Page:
Regular film festival attendees might recognize the name of the Japanese director Nobuhiro Suwa (“H Story” and “A Perfect Couple”). But his 1997 feature, “2/Duo,” is only now receiving a New York release; it’s showing in tandem with a series at Metrograph on “Japanese indies from the punk years.” But little about “2/Duo” is particularly punk.
Rather, the film is a spare relationship drama centered on a volatile couple, Kei (Hidetoshi Nishijima) and Yu (Eri Yu). Kei is a nonentity of a screen actor. (Near the beginning, he is shown practicing incidental dialogue before being informed that his scene has been cut.) Yu works at a clothing boutique. After Kei proposes, in a manner so abrupt that Yu thinks he’s rehearsing lines, their innocuous conversations increasingly turn into arguments.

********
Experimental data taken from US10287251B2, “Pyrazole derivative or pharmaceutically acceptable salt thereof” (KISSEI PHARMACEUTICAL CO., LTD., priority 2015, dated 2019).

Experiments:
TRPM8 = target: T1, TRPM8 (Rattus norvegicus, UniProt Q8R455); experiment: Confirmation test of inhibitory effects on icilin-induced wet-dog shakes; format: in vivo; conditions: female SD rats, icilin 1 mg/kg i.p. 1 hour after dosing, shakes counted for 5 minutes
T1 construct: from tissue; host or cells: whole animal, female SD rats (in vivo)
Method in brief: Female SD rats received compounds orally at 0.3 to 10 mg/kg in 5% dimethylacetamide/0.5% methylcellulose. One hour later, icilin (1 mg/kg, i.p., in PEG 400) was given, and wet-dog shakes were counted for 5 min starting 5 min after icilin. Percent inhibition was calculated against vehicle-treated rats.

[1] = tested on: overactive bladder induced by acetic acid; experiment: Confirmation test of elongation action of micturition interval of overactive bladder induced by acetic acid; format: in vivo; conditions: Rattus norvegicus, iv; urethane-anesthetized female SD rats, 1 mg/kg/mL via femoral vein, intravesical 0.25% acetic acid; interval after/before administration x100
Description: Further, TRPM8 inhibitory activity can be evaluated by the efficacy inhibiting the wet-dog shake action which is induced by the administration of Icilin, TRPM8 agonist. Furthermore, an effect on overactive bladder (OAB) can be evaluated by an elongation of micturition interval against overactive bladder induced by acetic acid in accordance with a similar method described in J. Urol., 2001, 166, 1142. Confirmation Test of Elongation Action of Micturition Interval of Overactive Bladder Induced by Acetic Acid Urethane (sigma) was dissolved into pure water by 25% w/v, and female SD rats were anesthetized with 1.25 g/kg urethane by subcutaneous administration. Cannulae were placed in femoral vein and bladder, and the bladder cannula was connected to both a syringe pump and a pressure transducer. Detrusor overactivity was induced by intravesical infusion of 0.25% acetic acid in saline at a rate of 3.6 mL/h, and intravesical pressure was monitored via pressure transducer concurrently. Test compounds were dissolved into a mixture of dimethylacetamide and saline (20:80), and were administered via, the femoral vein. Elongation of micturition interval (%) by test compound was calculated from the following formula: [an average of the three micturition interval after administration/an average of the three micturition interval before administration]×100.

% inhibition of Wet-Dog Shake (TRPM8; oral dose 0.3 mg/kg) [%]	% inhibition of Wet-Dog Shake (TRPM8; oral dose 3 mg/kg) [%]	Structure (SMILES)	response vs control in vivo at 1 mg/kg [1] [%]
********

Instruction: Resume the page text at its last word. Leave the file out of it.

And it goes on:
Given Kei’s profession, Suwa suggests there might be a performative aspect to the bickering. (Kei has a habit of phoning Yu, who asks where he is; he always says he doesn’t know.) As the film observes them in lengthy shots — occasionally interrupted by cuts to black — with Kei’s unmotivated outbursts sometimes breaking up interactions that drag or stall, their behavior looks suspiciously like the result of actors’ improvisation.
It is not surprising to learn that a script was tossed and the performers developed their own lines. Similar techniques yielded brilliance from John Cassavetes, Jacques Rivette and Mike Leigh. But here they mostly result in characters who don’t appear fully realized. Whatever makes Kei and Yu tick, to the extent that the collaborative process ever fleshed it out, does not come across onscreen.